In response to my article “Ancestry.com Fixes 1850 Errors,” reader Jim asked if Ancestry might be nudged to fix errors in the 1830 census also. I asked Ancestry.com spokesperson, Matthew Deighton, if other fixes were in the works.
Deighton said that Ancestry regularly reworks “existing collections to increase the breadth of the collection, fix errors in keying, and update the usability and ease of search.” Ancestry reworked 150 databases in 2012, most of which were online for eight years or more. “We need to make a nice balance between digitizing and indexing collections never seen before and improving the current collections,” he said.
Deighton provided a list of some collection improvements, which I quote:
- 1891 England Census – Update with some pages and over 30,000 records that had been missed. Fixed some spelling errors in place names that were causing parishes to be in the wrong counties. Also fixed similar spelling issues in birthplaces.
- 1861 England Census – Updated with some pages and several hundred records that had been missed, corrected spelling of some parishes, for instance East Mousley and West Mousley in Surrey to East Molesey and West Moulsey respectively.
- California, Death Index, 1940-1997 – added over 1.5 million records. Removed SS numbers to be in compliance with most recent privacy policies
- 1920 US Census – fixed on location where pages were out of order on film, but we ordered them to be more readable online and fix some issues with family grouping that was a result of the out of order family members. Fixed some other back end issues with the relationship field to improve family groupings. This collection will be reviewed again in 2013 to see if any major updates need to be made.
- 1900 US Census – addressed complaints reported by members, fixing about 2 dozen instances of spelling issues with place names or towns assigned to the wrong county, correcting place information for thousands of records. Adjusted about 3 places where the records were not linking to the image correctly and opened up additional fields like gender, marital status, years married, etc. for user contributed corrections to be made. No new records were added. This collection will be reviewed again in 2013 to see what else might be done.
- 1830 US Census – In Mar 2012 fixed about 6 locations where images and records on those images were assigned to the wrong town or county. One outstanding error that was missed is scheduled to be fixed Jan 24, 2013. [I received this message prior to the 24th. --AI] Fixed some misspellings in the names that were resulting in profane words. [Doesn’t that make you curious?]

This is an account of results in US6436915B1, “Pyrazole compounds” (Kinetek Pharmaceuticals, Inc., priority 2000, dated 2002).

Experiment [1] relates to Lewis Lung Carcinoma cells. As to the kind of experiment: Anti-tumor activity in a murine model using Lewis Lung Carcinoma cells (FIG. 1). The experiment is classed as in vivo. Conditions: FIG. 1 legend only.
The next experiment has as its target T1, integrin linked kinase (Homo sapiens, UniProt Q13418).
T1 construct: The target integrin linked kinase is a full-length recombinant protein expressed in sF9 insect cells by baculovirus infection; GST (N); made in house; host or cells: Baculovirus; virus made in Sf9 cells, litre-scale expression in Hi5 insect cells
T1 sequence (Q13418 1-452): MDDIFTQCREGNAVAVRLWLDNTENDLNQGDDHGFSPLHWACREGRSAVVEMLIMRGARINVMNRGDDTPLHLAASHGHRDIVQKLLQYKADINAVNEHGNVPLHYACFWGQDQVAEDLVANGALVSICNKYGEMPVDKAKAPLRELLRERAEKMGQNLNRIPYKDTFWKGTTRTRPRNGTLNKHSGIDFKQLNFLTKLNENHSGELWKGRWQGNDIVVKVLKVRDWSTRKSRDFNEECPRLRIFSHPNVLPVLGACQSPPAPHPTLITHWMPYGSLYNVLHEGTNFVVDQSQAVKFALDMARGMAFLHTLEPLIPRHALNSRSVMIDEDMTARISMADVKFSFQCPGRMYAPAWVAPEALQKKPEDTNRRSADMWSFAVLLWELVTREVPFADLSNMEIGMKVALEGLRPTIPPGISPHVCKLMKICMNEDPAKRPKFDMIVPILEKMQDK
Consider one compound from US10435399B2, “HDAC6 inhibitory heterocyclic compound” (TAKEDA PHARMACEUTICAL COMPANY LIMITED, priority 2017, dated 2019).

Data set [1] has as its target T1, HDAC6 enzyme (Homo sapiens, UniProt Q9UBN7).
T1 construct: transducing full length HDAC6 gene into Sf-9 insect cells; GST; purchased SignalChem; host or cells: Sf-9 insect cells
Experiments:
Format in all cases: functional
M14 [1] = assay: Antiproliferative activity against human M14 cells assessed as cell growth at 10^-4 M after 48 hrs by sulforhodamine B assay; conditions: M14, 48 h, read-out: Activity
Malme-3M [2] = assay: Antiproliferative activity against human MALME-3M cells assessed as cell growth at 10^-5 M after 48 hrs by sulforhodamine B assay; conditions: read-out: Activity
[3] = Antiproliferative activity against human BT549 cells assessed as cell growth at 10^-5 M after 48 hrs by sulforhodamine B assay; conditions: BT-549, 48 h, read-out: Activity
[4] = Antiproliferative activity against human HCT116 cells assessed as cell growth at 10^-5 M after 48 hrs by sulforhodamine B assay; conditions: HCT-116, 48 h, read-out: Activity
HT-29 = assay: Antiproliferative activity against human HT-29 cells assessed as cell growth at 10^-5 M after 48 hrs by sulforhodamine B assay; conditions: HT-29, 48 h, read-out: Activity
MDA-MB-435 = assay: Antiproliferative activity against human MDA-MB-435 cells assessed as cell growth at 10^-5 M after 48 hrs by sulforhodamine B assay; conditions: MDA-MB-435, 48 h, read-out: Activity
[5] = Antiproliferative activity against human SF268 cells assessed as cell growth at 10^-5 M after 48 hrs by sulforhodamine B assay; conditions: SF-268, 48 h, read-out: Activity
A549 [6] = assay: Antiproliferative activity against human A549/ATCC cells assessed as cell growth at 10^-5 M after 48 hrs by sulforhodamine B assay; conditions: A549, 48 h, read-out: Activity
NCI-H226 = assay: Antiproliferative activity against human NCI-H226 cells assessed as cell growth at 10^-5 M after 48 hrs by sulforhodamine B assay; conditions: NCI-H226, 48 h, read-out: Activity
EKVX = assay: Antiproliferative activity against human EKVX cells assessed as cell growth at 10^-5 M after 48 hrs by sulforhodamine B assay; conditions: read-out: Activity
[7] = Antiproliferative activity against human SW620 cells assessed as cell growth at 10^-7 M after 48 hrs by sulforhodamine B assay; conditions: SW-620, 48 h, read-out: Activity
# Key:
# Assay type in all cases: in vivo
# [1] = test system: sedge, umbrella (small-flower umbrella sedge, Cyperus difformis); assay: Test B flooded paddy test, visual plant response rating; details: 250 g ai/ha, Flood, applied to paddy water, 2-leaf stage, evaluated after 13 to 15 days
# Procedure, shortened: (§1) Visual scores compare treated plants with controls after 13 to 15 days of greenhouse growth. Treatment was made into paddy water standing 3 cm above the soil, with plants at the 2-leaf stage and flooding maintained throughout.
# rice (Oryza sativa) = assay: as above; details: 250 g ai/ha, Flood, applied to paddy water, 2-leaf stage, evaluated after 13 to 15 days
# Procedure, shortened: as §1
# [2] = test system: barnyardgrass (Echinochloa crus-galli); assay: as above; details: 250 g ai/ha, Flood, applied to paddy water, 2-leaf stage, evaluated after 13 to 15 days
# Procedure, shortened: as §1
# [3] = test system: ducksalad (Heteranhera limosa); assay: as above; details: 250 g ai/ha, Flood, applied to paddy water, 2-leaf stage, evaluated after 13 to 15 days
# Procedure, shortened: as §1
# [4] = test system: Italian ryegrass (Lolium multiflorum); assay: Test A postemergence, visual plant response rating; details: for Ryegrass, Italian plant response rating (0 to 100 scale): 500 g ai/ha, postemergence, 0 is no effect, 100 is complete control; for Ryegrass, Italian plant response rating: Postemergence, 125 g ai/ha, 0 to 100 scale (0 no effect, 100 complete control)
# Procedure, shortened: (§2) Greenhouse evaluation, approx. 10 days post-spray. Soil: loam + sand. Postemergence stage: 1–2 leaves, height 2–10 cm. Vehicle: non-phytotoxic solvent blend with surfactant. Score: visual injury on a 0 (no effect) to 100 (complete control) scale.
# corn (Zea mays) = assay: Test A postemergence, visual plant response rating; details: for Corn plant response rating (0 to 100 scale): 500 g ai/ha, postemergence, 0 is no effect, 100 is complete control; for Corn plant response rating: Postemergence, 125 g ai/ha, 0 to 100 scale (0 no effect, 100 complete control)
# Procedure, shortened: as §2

- 1800 US Census – added about 1,500 records that were from images that had been missed. Fixed 6 instances where records were listed under the incorrect location or county correction thousands of records. Included instances where 3 different townships were on an image but all records had been attributed to a single location.
I saw when I was at Ancestry that errors were queued up for fixing. However, there are a number of reasons why your individual errors don’t appear to get fixed. It isn’t feasible to make such corrections immediately. Some collections are lightly used and don’t warrant expensive rework. Some errors are not escalated by customer service reps who may not understand records enough to confidently declare to superiors that errors exist.
Ancestry is extending its new, cool census interface to new censuses, so they’ve had to touch these censuses anyways. That’s aligned the planets for repair of known problems. Hopefully, your errors in the above censuses got fixed. If you have errors in other censuses, now is the time to get them on the list.
What about it? Did your favorite errors get fixed?
Question you can also ask Ancestry...ReplyDelete
If they can provide you with such a list of fixed databases and what was fixed in them, then why can't they provide that same information to their members at the time they actually fix them?
All we see is the name of the database and "UpDated" - and that isn't helpful at all.
This has been asked over and over by members but we have yet to get a straight answer- maybe you could get one from Matthew.
I agree completely. Imagine if new car dealers did the same thing:Delete
"You put information out that your product has been recently updated. What exactly has been updated?"
"We do not give out that information."
What? I need to know if I should spent my time and effort re-examining your product!"
I have been instructed to ignore requests for that information. But make sure your payments are on time. Or else."
Okay, you ask whether our errors in other years of the Federal Census have been addressed. How do we get the errors we've uncovered onto their list?ReplyDelete